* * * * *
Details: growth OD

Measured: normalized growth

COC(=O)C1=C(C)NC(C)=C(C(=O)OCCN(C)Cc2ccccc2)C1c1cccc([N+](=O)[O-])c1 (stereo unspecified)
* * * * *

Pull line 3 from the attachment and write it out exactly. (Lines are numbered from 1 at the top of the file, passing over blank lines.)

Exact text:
COC(=O)C1=C(C)NC(C)=C(C(=O)OCCN(C)Cc2ccccc2)C1c1cccc([N+](=O)[O-])c1 (stereo unspecified)